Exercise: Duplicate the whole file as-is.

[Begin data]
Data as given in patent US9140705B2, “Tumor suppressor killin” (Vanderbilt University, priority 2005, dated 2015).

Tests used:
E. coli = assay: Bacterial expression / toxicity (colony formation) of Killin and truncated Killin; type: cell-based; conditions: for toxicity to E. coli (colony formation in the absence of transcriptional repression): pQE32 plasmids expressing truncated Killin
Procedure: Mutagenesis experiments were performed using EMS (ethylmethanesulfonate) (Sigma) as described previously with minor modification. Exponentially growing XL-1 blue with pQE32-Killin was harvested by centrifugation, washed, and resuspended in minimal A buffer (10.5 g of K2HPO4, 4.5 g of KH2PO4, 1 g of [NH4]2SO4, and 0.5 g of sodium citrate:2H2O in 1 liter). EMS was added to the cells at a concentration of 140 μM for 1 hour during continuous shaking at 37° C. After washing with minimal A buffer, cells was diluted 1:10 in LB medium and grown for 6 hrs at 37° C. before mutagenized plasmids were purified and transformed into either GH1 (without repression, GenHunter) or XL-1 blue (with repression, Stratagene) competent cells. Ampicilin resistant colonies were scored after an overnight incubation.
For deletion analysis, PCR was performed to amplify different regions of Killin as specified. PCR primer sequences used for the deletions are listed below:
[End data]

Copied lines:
Data as given in patent US9140705B2, “Tumor suppressor killin” (Vanderbilt University, priority 2005, dated 2015).

Tests used:
E. coli = assay: Bacterial expression / toxicity (colony formation) of Killin and truncated Killin; type: cell-based; conditions: for toxicity to E. coli (colony formation in the absence of transcriptional repression): pQE32 plasmids expressing truncated Killin
Procedure: Mutagenesis experiments were performed using EMS (ethylmethanesulfonate) (Sigma) as described previously with minor modification. Exponentially growing XL-1 blue with pQE32-Killin was harvested by centrifugation, washed, and resuspended in minimal A buffer (10.5 g of K2HPO4, 4.5 g of KH2PO4, 1 g of [NH4]2SO4, and 0.5 g of sodium citrate:2H2O in 1 liter). EMS was added to the cells at a concentration of 140 μM for 1 hour during continuous shaking at 37° C. After washing with minimal A buffer, cells was diluted 1:10 in LB medium and grown for 6 hrs at 37° C. before mutagenized plasmids were purified and transformed into either GH1 (without repression, GenHunter) or XL-1 blue (with repression, Stratagene) competent cells. Ampicilin resistant colonies were scored after an overnight incubation.
For deletion analysis, PCR was performed to amplify different regions of Killin as specified. PCR primer sequences used for the deletions are listed below: